Man of Achievements
One of the first things immigrants need to know about is money — getting it, spending it, holding onto it. Luis Eduardo Torres had an understanding of all that almost from the moment he landed illegally in Mexico from Colombia in the late 1980's and then managed to walk across the border into the United States.
He arrived with little money of his own and hardly any English, but he acquired both and made his way to Wall Street. It didn't matter that he was getting lunch for the traders at the stock exchange, or later putting the numbers on the pre-electronic-age tally board. He was happy.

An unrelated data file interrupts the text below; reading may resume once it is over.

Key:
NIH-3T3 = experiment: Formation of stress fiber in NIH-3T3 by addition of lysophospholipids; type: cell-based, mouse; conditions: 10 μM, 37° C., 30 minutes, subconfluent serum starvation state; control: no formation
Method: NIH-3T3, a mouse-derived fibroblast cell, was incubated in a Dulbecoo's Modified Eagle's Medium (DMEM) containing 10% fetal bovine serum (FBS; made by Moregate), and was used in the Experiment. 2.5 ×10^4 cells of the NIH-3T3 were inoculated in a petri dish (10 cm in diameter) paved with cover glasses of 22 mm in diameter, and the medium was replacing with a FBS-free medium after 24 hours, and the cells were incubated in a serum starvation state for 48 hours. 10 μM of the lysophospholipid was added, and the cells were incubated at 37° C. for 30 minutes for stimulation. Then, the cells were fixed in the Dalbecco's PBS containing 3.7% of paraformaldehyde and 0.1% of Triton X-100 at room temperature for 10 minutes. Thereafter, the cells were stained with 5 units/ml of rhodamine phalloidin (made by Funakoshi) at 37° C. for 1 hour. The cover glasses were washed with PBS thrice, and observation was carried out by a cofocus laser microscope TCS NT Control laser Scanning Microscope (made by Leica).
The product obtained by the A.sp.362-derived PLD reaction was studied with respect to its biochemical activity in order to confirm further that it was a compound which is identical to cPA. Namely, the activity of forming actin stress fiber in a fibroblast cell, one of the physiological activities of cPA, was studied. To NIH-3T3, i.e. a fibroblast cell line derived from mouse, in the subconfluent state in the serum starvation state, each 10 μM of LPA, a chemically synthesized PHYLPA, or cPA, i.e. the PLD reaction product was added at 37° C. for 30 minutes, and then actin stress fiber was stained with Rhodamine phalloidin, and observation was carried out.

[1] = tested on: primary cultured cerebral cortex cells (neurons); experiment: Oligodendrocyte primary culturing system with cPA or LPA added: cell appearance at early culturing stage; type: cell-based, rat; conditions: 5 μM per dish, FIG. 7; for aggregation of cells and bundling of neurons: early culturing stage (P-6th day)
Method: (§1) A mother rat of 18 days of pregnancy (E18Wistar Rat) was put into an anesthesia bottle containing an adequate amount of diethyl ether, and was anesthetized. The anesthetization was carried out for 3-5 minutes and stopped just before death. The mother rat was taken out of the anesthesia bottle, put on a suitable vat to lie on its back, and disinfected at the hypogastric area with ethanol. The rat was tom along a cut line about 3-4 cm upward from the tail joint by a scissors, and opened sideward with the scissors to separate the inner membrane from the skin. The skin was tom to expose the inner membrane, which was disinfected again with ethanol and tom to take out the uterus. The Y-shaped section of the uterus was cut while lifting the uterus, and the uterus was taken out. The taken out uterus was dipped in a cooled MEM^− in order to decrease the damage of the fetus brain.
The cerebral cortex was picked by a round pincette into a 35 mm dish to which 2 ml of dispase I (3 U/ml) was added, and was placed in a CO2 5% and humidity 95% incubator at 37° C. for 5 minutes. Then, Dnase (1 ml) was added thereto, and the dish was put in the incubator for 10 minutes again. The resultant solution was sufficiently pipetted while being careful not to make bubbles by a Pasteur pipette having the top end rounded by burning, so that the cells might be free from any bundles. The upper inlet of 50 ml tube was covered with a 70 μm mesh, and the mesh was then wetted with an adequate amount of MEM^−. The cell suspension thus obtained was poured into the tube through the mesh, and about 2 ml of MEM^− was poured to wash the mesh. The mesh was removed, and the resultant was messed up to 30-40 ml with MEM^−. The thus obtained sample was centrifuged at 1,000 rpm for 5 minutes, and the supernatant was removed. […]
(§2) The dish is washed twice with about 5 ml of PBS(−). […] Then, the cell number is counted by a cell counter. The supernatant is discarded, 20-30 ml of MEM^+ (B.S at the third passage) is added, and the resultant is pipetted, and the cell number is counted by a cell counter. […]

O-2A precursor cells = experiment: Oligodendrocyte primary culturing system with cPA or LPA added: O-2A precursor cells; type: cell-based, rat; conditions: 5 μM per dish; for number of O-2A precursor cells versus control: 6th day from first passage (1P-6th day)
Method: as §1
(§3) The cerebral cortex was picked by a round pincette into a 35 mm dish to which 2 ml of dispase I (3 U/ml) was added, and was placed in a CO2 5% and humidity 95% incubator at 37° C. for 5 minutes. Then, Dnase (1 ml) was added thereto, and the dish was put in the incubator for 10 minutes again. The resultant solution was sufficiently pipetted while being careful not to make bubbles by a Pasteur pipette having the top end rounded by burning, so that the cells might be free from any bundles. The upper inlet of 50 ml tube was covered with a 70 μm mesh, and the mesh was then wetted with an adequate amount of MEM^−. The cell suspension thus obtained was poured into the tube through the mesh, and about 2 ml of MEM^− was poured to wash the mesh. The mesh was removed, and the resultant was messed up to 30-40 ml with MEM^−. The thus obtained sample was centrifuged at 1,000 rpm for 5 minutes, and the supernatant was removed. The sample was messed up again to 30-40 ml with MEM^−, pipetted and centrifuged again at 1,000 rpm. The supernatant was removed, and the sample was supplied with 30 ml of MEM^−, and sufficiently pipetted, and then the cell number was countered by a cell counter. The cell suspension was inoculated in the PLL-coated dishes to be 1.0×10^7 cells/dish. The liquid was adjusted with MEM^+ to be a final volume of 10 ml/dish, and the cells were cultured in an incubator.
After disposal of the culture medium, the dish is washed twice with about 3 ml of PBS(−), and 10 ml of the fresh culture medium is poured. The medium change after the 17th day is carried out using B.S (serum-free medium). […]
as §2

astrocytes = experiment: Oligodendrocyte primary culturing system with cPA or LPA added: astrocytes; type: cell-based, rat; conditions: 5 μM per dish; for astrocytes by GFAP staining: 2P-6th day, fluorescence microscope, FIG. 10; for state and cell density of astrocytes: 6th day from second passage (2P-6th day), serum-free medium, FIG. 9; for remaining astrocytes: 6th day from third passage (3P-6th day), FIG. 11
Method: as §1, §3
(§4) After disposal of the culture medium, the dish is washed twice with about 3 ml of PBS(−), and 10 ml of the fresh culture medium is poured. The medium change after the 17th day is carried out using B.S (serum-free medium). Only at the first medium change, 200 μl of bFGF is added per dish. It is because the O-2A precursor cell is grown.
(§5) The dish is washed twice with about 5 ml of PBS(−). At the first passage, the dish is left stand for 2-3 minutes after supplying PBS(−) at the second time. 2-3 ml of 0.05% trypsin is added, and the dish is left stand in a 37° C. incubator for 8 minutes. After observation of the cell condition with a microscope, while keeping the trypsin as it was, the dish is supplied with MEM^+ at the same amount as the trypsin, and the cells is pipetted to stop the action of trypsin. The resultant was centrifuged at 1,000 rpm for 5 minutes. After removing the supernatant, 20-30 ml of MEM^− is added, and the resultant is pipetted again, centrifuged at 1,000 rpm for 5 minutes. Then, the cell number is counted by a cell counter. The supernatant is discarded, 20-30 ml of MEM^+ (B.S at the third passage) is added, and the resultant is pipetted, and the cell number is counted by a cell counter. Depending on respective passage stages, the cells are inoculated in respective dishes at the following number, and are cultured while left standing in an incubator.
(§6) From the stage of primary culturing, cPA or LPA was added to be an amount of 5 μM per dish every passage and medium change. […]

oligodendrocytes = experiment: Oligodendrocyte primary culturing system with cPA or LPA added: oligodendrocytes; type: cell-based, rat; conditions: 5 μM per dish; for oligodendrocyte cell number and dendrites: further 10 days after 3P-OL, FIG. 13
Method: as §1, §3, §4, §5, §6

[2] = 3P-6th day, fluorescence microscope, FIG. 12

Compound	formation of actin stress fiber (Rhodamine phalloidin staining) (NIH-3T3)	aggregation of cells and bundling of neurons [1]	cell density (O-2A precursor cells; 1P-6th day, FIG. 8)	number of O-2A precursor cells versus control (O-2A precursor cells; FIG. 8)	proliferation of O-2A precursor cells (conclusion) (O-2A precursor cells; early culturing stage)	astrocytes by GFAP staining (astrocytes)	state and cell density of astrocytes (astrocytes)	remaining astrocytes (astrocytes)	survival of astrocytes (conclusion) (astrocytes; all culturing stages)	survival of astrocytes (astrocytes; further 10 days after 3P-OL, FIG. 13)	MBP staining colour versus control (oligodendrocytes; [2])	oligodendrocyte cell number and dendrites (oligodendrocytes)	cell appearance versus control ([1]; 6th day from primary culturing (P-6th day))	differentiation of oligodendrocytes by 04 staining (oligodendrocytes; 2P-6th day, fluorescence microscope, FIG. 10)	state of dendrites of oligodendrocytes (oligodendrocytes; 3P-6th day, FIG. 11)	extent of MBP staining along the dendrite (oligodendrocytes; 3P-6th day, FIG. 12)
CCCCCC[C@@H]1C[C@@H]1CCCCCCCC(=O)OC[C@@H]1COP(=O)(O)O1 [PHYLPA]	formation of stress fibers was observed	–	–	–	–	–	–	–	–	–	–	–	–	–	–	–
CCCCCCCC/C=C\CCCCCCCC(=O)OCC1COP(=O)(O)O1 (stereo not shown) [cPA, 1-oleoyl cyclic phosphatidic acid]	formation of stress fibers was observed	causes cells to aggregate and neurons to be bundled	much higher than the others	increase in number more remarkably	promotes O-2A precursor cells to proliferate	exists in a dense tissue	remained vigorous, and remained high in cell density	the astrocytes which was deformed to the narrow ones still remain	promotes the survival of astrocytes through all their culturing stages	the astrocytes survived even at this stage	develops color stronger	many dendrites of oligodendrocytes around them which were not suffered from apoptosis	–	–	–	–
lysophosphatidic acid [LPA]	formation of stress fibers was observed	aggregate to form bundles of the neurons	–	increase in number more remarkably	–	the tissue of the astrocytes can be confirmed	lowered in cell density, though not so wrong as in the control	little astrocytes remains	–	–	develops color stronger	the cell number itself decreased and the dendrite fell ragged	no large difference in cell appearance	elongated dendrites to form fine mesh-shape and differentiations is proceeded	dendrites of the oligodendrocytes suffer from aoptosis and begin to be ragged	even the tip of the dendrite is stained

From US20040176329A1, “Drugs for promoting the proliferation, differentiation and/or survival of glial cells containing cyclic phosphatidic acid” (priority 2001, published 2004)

In time Mr. Torres became a currency broker, working in succession at several downtown firms until last August when he was laid off. Then, on Sept. 10, Mr. Torres, 31, who lived in Manhattan, began a new job as a senior broker at Cantor Fitzgerald.
"Eddie always appreciated things a lot more, having come from nothing," said Michael A. McLachlan, a broker who had worked with Mr. Torres at Tullette and Tokyo Liberty.
Mr. Torres bought an expensive bicycle and rode it hard. He hiked. And he sky-dived, the legacy of a brief stint as a paratrooper in the Colombian military. His wife, Alissa, thinks she saw him in a photograph of the burning towers, standing at an open window, looking out over the rushing air as though ready to sky-dive from a plane. "If anyone could have calmly figured out how to get out of the towers from up high," she said, "it would have been him."
Profile published in THE NEW YORK TIMES on August 25, 2002.